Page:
Moving on, the trail was snow-free until just below Sawtooth Lake, where I was accosted by someone’s “friendly” dog. The snow was hard-packed in the morning, so I traveled quickly around the lake, and on to the second small lake beyond, where I believed the climbing started. It looked like I could crampon up a snowfield, then scramble along a minor ridge to the skyline.

Alas, beyond the snowfield I ended up on trouser-filling terrain consisting of loose rock, steep dirt, and small patches of snow. With much nervous sweating and swearing, I reached the skyline and found walk-up terrain on the other side. Figures.

There was a bit of a fun block-maze to the summit itself, but nothing too difficult. The register canister, a thin-sided aluminum thing, contained only a note from a previous climber that the original register had been stolen, so I signed the note, then looked for a different way down.

I made for the large snowfield that slanted directly back to Sawtooth Lake and, after a bit more loose rock and some treacherously steep and soft snow, had a nice plunge-step and glissade descent to the lake.

The Sawtooths

There’s a lot to be said for the Sawtooths: They have fairly good trail access, and since they are a desert range, there is little undergrowth to get in the way of bushwhacking. Not many visitors seem to venture beyond the trails, and many of the peaks have no easy route, providing awesome solitude.

On the other hand, they are not far above treeline, so much of the approach can be in the forest. Also, they have a nasty mosquito season, which seems to occur exactly when I timed my visit.

The Sawtooth Wilderness

The Sawtooth Wilderness get a few things very right. For example, the trailheads allowing dogs also have a supply of leashes (cords with a loop at one end). Most people break the rules because they are lazy, not malicious: they left their leashes in the car or at home. Pieces of cord cost almost nothing, and make it easy for everyone to choose to do the right thing.

However, it’s among the most annoying National Forest Wildernesses I have visited. The popular campgrounds, and even some picnic areas, have been franchised out, so you now pay up to $16 for a campsite (picnic table, fire ring, shared outhouse), or $5 for a few picnic tables together. Things are better outside the Redfish Lake area, but still not great.

The developed trails are built for pack animals, with absurd near-horizontal switchbacks that eat up miles to gain relatively little elevation. I prefer not to cut switchbacks, but it was impossible to resist in many places.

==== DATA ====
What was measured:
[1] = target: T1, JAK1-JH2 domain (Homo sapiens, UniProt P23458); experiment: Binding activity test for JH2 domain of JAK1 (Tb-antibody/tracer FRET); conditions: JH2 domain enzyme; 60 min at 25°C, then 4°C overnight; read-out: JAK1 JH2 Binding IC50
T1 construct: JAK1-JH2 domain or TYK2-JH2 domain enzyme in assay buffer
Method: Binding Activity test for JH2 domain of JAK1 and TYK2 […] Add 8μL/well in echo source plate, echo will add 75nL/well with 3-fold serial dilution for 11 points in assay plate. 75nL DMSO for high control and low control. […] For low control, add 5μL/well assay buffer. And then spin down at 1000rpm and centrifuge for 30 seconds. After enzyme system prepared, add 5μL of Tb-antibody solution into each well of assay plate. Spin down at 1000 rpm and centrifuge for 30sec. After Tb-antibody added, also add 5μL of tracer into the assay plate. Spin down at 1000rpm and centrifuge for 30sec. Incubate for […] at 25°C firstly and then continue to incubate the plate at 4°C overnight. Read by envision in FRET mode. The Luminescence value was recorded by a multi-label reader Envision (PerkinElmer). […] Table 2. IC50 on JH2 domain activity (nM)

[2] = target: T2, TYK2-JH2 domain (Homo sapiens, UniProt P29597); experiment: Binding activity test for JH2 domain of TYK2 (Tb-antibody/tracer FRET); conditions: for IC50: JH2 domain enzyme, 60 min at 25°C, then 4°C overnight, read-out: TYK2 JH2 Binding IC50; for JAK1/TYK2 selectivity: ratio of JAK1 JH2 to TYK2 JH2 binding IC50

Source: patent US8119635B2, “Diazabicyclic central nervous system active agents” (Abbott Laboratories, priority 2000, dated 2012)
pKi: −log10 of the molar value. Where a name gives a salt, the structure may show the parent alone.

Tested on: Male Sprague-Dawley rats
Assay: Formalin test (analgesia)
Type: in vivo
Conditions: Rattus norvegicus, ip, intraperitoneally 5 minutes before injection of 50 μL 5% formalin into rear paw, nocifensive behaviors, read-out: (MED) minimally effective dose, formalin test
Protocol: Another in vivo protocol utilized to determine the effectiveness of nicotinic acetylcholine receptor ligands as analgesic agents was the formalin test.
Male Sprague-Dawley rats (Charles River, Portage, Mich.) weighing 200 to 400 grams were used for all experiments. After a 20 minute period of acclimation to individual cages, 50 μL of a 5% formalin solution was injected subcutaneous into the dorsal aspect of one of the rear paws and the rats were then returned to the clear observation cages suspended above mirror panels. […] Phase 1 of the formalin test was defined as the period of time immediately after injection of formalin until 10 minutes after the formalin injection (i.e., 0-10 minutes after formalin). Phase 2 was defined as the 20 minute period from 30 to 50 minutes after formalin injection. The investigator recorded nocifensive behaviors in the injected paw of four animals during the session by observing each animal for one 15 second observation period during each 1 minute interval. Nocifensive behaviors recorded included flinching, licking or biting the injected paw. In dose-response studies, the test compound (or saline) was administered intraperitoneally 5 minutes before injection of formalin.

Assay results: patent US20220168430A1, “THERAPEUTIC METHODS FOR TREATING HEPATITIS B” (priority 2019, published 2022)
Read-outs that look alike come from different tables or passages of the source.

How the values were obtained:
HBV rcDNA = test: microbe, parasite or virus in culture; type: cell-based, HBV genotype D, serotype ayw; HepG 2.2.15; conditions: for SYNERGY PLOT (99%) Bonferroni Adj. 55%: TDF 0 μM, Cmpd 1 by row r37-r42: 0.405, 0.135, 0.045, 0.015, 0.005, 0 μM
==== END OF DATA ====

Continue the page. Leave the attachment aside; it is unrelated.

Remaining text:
Finally, note that while it no longer requires fording the creek, the upper Hell-roaring Creek trailhead is thoroughly hosed. A survey turned up that the parking area was about 200 yards into the designated wilderness area. The easy solution would have been to redraw the line. What actually happened was: they closed off the road a whole mile before the wilderness boundary, and have temporarily provided parking for perhaps 4-5 vehicles. Parking won’t be an issue — I found a slot in the woods — but the extra road-hike is a pain.

Stanley logistics

Stanley’s not bad for a town of 100 people. The library has free, donation-supported wireless and a small selection of current magazines. The Chamber of Commerce has a sparkling public bathroom, friendly staff, and some genuinely useful information.

Tips on two towns

One would think that Leadville and Buena Vista would be more or less the same. They both used to depend on mining: Leadville was created for miners; Buena Vista was a railroad town serving mines. Both have plenty of outdoor activities nearby, including numerous 14ers. Neither has any apparent local industry other than outdoor tourism. Strangely, at least to my superficial eye, they have developed very different vibes.

Buena Vista has a mixture of Good Healthy Family types playing with their kids in the park, and dirtbags bouldering and working as guides, mostly on the river. It has preserved its downtown, and taken a lot of state lottery money to build trails, kayaking stuff, and a small bouldering area.

Coming to Leadville, I was surprised by the redneck vibe. Even the coffee place has a bar and plays bluegrass. Coming into town, you pass a sprawling trailer park and a barn-like liquor/bait/wood emporium. Stray from the highway in town, and you will see plenty of run-down houses with jacked-up trucks (actually useful here, though). Leaving town, you pass the new growth: a large supermarket and gas station. There seem to be athletes who live here to train, but not as many migrant outdoor types (e.g. I haven’t seen many bike racks).

Anyways, here are some places I have found helpful on my way through:

  • Family Dollar (both)
    This seems to be a Colorado-specific store. It’s kind of like a mini-Walmart, with clothes and such on one side and groceries on the other. While it has no produce and limited baked goods, it has an awesome, and awesomely cheap, selection of non-perishables. Of personal interest, it has the best selection of canned fish I have seen anywhere, better even than Trader Joe’s, most for $1 or less. 4-packs of saltines are also $1, and canned vegetables are mostly in the $0.60-$0.80 range. Shop and thrive.

  • Leadville Hostel (Leadville)